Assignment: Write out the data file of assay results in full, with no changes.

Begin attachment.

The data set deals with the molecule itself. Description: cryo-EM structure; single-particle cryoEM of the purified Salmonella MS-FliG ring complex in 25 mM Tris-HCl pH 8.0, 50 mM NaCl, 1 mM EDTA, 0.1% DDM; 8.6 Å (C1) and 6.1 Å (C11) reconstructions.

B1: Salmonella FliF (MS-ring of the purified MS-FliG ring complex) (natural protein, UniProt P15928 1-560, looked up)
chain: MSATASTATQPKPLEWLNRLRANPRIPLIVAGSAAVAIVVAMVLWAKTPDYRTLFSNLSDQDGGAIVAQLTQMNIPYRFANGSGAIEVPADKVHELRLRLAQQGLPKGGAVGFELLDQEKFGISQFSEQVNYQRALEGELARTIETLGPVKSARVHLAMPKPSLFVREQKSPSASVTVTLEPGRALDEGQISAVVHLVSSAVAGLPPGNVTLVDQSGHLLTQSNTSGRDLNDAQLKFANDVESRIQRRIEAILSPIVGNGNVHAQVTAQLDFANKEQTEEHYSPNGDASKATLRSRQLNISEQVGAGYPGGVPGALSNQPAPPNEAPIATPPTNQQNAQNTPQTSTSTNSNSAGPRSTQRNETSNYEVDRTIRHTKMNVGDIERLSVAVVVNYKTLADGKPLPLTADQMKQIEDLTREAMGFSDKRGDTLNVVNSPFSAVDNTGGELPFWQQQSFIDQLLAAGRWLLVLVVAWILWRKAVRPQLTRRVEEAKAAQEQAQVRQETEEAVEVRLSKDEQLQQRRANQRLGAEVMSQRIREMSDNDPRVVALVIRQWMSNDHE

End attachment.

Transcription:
The data set deals with the molecule itself. Description: cryo-EM structure; single-particle cryoEM of the purified Salmonella MS-FliG ring complex in 25 mM Tris-HCl pH 8.0, 50 mM NaCl, 1 mM EDTA, 0.1% DDM; 8.6 Å (C1) and 6.1 Å (C11) reconstructions.

B1: Salmonella FliF (MS-ring of the purified MS-FliG ring complex) (natural protein, UniProt P15928 1-560, looked up)
chain: MSATASTATQPKPLEWLNRLRANPRIPLIVAGSAAVAIVVAMVLWAKTPDYRTLFSNLSDQDGGAIVAQLTQMNIPYRFANGSGAIEVPADKVHELRLRLAQQGLPKGGAVGFELLDQEKFGISQFSEQVNYQRALEGELARTIETLGPVKSARVHLAMPKPSLFVREQKSPSASVTVTLEPGRALDEGQISAVVHLVSSAVAGLPPGNVTLVDQSGHLLTQSNTSGRDLNDAQLKFANDVESRIQRRIEAILSPIVGNGNVHAQVTAQLDFANKEQTEEHYSPNGDASKATLRSRQLNISEQVGAGYPGGVPGALSNQPAPPNEAPIATPPTNQQNAQNTPQTSTSTNSNSAGPRSTQRNETSNYEVDRTIRHTKMNVGDIERLSVAVVVNYKTLADGKPLPLTADQMKQIEDLTREAMGFSDKRGDTLNVVNSPFSAVDNTGGELPFWQQQSFIDQLLAAGRWLLVLVVAWILWRKAVRPQLTRRVEEAKAAQEQAQVRQETEEAVEVRLSKDEQLQQRRANQRLGAEVMSQRIREMSDNDPRVVALVIRQWMSNDHE